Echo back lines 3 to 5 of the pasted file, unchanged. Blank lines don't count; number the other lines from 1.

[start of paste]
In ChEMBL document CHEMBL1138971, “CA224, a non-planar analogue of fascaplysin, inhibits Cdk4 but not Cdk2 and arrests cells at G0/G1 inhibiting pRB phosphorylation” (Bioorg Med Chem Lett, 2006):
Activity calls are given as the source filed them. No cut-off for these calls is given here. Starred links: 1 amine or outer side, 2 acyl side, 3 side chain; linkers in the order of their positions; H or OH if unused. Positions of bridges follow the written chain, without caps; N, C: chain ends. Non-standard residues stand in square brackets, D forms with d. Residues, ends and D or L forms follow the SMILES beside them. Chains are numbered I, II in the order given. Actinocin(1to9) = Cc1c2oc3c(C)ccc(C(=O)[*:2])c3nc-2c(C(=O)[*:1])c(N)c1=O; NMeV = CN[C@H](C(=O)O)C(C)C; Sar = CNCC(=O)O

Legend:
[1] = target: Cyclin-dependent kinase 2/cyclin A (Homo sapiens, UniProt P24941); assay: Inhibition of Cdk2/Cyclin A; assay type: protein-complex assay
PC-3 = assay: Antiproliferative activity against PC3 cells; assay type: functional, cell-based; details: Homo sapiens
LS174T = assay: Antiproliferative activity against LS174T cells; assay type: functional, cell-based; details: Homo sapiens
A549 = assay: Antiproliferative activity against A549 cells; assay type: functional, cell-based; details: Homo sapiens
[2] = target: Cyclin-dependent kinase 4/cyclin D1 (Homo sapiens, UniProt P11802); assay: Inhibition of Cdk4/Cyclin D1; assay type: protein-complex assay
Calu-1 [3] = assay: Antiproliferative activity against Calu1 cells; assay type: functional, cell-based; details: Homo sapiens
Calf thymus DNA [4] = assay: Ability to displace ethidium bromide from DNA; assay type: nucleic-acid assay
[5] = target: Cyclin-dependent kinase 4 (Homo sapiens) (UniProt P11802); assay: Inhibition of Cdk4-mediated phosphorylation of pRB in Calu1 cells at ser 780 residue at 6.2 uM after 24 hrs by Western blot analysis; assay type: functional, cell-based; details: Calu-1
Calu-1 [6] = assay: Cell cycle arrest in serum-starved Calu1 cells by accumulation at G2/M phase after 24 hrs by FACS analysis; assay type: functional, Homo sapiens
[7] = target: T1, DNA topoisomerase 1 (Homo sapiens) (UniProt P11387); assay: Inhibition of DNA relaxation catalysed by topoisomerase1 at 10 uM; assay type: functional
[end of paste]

Legend:
[1] = target: Cyclin-dependent kinase 2/cyclin A (Homo sapiens, UniProt P24941); assay: Inhibition of Cdk2/Cyclin A; assay type: protein-complex assay
PC-3 = assay: Antiproliferative activity against PC3 cells; assay type: functional, cell-based; details: Homo sapiens